Table for Two: Forecasts Call for Stormy Weather

Reading Time: 8 minutesStormy Weather box cover

Table for Two is a series focusing on two-player board games. Today’s game is Stormy Weather, a game about mad scientists and … gardening.

Being a mad scientist is fun, but you gotta retire eventually. Maybe find a little village, settle down, work on your garden… Blast! Your arch-nemesis is doing the same thing. Well, if you’re going to win that Transylvania in Bloom trophy, maybe it’s time to dust off your mad skills and fire up the weather machines. Expect a bit of Stormy Weather.

At a glance: Stormy Weather is a game for 2 players, ages 12 and up, and takes about 45 minutes to play. It just launched on Kickstarter, and the pledge level for a copy of the game is £25 (roughly $40). I think it’d be fine for kids as young as 8, although the strategy and managing the various weather machines might be tricky for less experienced players. Also, just as a side note, there is one card called “D**n the Overload” in case you avoid swearing around your kids.

Stormy Weather components
Stormy Weather components. (prototype shown) Photo: Jonathan H. Liu

Components:

Note that the version I played was a demo prototype, so this list may be subject to change.

  • 1 board
  • 45 weather tiles (cloud, sun, rain, heatwave, lightning)
  • 10 flower tokens
  • 20 sun and rain markers
  • 20 damage markers
  • 40 weather machine cards
  • 6 mad scientist cards
  • 8 taunt cards
  • 1 round marker

The artwork for the machines by Sam Zuppardi is cartoony and really great, as are the names of the machines and their effects. It’s a cute style that’s a better fit than photorealistic illustration, considering the over-the-top theme. I don’t know if the weather icons (clouds, sun, rain, etc.) are final but they’re also bold, easy to identify, and somewhat iconic, reminiscent of a TV weather forecast map. The “taunt” cards in my copy weren’t finished, so I don’t know what they’ll ultimately look like, but they have great titles that reflect classic bad guy lines.

How to Play

For more about the game, you can visit the Stormy Weather website, which includes print and play files so you can try the game yourself, but here’s how it works.

The aim of the game is to grow the most flowers by the end of the game, which lasts over 5 play periods. You’ll use weather machines to bring sunlight and rain to your flowers, and (you hope) lightning and heatwaves to your opponent’s gardens.

Stormy Weather starting machines
Starting pairs of weather machines. (prototype shown) Photo: Jonathan H. Liu

To set up, each player takes a pair of weather machines—the A, B, C, D labels will determine which player goes first, but then starting player will alternate in subsequent periods.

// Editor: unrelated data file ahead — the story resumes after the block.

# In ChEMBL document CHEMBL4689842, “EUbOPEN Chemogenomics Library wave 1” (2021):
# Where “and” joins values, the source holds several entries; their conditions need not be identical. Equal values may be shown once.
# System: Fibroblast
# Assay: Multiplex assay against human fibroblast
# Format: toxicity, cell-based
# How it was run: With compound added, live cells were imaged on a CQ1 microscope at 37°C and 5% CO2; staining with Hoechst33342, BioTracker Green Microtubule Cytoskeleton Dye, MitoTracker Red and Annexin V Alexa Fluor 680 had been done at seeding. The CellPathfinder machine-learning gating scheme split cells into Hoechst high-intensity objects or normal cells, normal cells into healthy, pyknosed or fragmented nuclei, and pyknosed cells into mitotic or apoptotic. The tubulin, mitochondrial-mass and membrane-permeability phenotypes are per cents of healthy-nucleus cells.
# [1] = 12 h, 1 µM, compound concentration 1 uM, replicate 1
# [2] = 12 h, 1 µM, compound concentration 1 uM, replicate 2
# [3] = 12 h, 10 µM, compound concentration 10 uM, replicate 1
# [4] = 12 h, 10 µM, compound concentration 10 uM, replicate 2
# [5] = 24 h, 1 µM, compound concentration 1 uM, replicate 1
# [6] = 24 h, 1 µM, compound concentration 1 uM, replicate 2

The board itself is a 5×3 grid with five flowerbeds on each edge. You place the board between the two players so that the flowerbeds are near the players. The board starts out filled with weather tiles, a mix of sun, rain, and clouds. (If you’re using the Mad Scientist expansion, each player also draws a scientist at random from the deck before picking machines. The scientist cards give specific abilities that can be used throughout the game.)

The whole game is five play periods (think of them as weeks, perhaps), and each play period has these four phases:

  1. Manipulate Weather
  2. Gardens Grow
  3. Recharge Weather Machines
  4. Select New Weather Machines

During the last period, you’ll also have an additional step 1.5 between manipulating weather and growing the gardens: Play Taunts.

Stormy Weather in play
I’ve got plenty of rain, but all the sunshine is stuck in the middle of the board. (prototype shown) Photo: Jonathan H. Liu

Phase 1: Players alternate using their machines to alter the weather. Once you’ve used a machine, you flip it face down (showing the “recharging” side). This phase lasts for five rounds, which are tracked with the Round marker token on the board. If at any point all of your machines are recharging or none of your charged machines can be used (or have any effect), then you may automatically recharge all of them.

Stormy Weather lightning
I’m about to get a new flower on the left flowerbed, but two of my flowers will wilt because of the lightning. (prototype shown) Photo: Jonathan H. Liu

Phase 2: To grow your gardens, you look at the weather in the five spaces directly adjacent to your flowerbeds. You add either a sun or rain token to the flowerbed if there’s sun or rain next to it. To grow a flower, you need a rain token and a sun token (which takes more than one period to achieve). Clouds don’t do anything. Lightning and heatwaves will damage flowerbeds: lightning removes sun tokens and heatwaves remove rain. If there are flowers already present, the extreme weather makes them wilt. After resolving effects and growing new flowers, excess tokens are removed (you can only have either sun, rain, or a flower in each flowerbed).

Phase 3: You recharge any of your weather machines that are still recharging.

Stormy Weather Machines
There are eight weather machines for each play period. (prototype shown) Photo: Jonathan H. Liu

Phase 4: You get to pick new weather machines! The machines are arranged in decks corresponding to the play periods, and as the game progresses the machines get more and more powerful. First, you shuffle the machines and remove two at random. Each player will get to pick two machines and add them to their arsenal—er, horticultural toolshed.

Then the next play period begins, with the other player acting as starting player.

Stormy Weather Taunts
Each taunt has its own effect. For best results, read the taunt aloud in your best mad scientist voice. (prototype shown) Photo: Jonathan H. Liu